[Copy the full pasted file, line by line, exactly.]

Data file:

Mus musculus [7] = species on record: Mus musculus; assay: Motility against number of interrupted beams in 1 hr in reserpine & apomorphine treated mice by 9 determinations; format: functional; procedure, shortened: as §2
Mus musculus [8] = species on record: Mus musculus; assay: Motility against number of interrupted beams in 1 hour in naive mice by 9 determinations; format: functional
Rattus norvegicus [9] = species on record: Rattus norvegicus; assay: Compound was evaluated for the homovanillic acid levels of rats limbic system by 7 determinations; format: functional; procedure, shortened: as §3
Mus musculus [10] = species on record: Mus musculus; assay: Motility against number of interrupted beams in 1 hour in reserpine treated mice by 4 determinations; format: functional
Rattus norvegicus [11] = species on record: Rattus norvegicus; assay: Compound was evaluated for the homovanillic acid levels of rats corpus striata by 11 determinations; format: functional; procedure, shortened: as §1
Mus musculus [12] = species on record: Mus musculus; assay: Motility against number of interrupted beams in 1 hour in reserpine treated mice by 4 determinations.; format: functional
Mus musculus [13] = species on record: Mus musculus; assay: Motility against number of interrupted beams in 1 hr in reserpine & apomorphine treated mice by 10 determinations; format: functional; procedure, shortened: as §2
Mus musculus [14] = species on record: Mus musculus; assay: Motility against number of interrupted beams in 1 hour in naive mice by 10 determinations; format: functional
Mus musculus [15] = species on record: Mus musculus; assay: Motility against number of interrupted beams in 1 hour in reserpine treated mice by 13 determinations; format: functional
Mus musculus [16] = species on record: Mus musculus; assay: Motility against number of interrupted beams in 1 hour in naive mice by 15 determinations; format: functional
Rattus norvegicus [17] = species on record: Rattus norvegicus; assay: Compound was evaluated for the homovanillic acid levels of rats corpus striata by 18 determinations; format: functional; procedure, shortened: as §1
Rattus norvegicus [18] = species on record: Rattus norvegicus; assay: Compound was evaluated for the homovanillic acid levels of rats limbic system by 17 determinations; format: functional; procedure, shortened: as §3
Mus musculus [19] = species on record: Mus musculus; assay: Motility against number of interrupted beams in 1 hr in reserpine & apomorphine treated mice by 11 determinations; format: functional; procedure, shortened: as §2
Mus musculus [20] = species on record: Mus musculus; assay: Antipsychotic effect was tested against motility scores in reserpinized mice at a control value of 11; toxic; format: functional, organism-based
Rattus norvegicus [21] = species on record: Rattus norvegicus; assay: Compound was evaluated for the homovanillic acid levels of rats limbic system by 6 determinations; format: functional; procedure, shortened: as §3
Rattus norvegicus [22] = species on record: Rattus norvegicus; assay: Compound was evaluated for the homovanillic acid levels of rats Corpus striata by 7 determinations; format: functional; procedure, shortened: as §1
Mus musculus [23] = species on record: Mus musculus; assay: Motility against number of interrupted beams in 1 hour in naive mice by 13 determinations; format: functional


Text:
Mus musculus [7] = species on record: Mus musculus; assay: Motility against number of interrupted beams in 1 hr in reserpine & apomorphine treated mice by 9 determinations; format: functional; procedure, shortened: as §2
Mus musculus [8] = species on record: Mus musculus; assay: Motility against number of interrupted beams in 1 hour in naive mice by 9 determinations; format: functional
Rattus norvegicus [9] = species on record: Rattus norvegicus; assay: Compound was evaluated for the homovanillic acid levels of rats limbic system by 7 determinations; format: functional; procedure, shortened: as §3
Mus musculus [10] = species on record: Mus musculus; assay: Motility against number of interrupted beams in 1 hour in reserpine treated mice by 4 determinations; format: functional
Rattus norvegicus [11] = species on record: Rattus norvegicus; assay: Compound was evaluated for the homovanillic acid levels of rats corpus striata by 11 determinations; format: functional; procedure, shortened: as §1
Mus musculus [12] = species on record: Mus musculus; assay: Motility against number of interrupted beams in 1 hour in reserpine treated mice by 4 determinations.; format: functional
Mus musculus [13] = species on record: Mus musculus; assay: Motility against number of interrupted beams in 1 hr in reserpine & apomorphine treated mice by 10 determinations; format: functional; procedure, shortened: as §2
Mus musculus [14] = species on record: Mus musculus; assay: Motility against number of interrupted beams in 1 hour in naive mice by 10 determinations; format: functional
Mus musculus [15] = species on record: Mus musculus; assay: Motility against number of interrupted beams in 1 hour in reserpine treated mice by 13 determinations; format: functional
Mus musculus [16] = species on record: Mus musculus; assay: Motility against number of interrupted beams in 1 hour in naive mice by 15 determinations; format: functional
Rattus norvegicus [17] = species on record: Rattus norvegicus; assay: Compound was evaluated for the homovanillic acid levels of rats corpus striata by 18 determinations; format: functional; procedure, shortened: as §1
Rattus norvegicus [18] = species on record: Rattus norvegicus; assay: Compound was evaluated for the homovanillic acid levels of rats limbic system by 17 determinations; format: functional; procedure, shortened: as §3
Mus musculus [19] = species on record: Mus musculus; assay: Motility against number of interrupted beams in 1 hr in reserpine & apomorphine treated mice by 11 determinations; format: functional; procedure, shortened: as §2
Mus musculus [20] = species on record: Mus musculus; assay: Antipsychotic effect was tested against motility scores in reserpinized mice at a control value of 11; toxic; format: functional, organism-based
Rattus norvegicus [21] = species on record: Rattus norvegicus; assay: Compound was evaluated for the homovanillic acid levels of rats limbic system by 6 determinations; format: functional; procedure, shortened: as §3
Rattus norvegicus [22] = species on record: Rattus norvegicus; assay: Compound was evaluated for the homovanillic acid levels of rats Corpus striata by 7 determinations; format: functional; procedure, shortened: as §1
Mus musculus [23] = species on record: Mus musculus; assay: Motility against number of interrupted beams in 1 hour in naive mice by 13 determinations; format: functional